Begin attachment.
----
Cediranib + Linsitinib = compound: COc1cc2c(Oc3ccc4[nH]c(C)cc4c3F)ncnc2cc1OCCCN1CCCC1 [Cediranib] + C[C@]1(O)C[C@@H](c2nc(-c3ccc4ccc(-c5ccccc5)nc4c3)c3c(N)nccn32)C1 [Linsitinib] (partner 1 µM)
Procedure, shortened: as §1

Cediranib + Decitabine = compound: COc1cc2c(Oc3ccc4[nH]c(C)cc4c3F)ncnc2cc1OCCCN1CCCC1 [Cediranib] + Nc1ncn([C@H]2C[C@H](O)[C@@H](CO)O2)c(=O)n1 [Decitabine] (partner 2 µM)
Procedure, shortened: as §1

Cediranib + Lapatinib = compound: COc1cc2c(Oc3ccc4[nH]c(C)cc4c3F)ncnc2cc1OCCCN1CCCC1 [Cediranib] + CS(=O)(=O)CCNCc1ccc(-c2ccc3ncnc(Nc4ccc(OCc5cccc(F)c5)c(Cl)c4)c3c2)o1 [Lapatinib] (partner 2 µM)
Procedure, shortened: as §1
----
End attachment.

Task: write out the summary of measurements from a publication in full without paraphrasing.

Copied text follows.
Cediranib + Linsitinib = compound: COc1cc2c(Oc3ccc4[nH]c(C)cc4c3F)ncnc2cc1OCCCN1CCCC1 [Cediranib] + C[C@]1(O)C[C@@H](c2nc(-c3ccc4ccc(-c5ccccc5)nc4c3)c3c(N)nccn32)C1 [Linsitinib] (partner 1 µM)
Procedure, shortened: as §1

Cediranib + Decitabine = compound: COc1cc2c(Oc3ccc4[nH]c(C)cc4c3F)ncnc2cc1OCCCN1CCCC1 [Cediranib] + Nc1ncn([C@H]2C[C@H](O)[C@@H](CO)O2)c(=O)n1 [Decitabine] (partner 2 µM)
Procedure, shortened: as §1

Cediranib + Lapatinib = compound: COc1cc2c(Oc3ccc4[nH]c(C)cc4c3F)ncnc2cc1OCCCN1CCCC1 [Cediranib] + CS(=O)(=O)CCNCc1ccc(-c2ccc3ncnc(Nc4ccc(OCc5cccc(F)c5)c(Cl)c4)c3c2)o1 [Lapatinib] (partner 2 µM)
Procedure, shortened: as §1